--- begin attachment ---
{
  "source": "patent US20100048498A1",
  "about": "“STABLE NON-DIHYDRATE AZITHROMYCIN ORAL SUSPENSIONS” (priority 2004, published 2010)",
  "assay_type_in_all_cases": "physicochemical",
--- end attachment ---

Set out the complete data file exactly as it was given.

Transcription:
{
  "source": "patent US20100048498A1",
  "about": "“STABLE NON-DIHYDRATE AZITHROMYCIN ORAL SUSPENSIONS” (priority 2004, published 2010)",
  "assay_type_in_all_cases": "physicochemical",